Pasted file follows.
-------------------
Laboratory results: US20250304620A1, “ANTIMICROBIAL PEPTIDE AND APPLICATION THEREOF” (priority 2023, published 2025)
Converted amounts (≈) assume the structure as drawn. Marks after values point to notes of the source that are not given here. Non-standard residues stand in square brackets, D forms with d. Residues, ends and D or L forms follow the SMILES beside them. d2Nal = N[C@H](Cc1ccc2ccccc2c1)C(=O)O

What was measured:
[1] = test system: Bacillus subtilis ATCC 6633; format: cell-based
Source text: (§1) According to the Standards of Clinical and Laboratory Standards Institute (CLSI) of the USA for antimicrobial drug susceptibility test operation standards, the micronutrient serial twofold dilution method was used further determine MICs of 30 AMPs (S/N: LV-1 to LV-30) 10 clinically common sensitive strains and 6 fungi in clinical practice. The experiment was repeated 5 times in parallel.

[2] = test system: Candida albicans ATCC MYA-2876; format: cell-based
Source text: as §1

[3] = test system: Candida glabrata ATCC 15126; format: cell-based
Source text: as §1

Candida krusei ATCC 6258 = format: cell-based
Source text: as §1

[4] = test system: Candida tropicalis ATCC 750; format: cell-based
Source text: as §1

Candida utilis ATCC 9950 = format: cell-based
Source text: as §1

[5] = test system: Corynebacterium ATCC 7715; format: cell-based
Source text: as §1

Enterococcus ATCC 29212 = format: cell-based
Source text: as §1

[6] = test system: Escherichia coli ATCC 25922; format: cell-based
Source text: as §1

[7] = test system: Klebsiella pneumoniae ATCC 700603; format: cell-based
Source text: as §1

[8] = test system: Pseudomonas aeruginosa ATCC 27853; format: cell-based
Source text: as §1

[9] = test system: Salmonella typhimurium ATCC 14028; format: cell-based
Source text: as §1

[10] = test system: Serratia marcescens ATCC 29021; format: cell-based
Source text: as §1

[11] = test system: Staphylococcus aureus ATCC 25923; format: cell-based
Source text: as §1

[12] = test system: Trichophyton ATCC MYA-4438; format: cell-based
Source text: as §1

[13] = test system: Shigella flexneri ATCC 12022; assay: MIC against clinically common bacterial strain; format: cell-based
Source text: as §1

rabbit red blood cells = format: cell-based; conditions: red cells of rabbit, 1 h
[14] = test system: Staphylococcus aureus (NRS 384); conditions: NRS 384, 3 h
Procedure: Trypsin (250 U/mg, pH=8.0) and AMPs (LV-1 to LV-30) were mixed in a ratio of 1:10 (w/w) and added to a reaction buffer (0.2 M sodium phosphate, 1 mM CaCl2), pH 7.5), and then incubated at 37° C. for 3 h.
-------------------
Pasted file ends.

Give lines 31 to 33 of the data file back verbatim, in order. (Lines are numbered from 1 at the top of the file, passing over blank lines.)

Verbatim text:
Source text: as §1

[12] = test system: Trichophyton ATCC MYA-4438; format: cell-based
Source text: as §1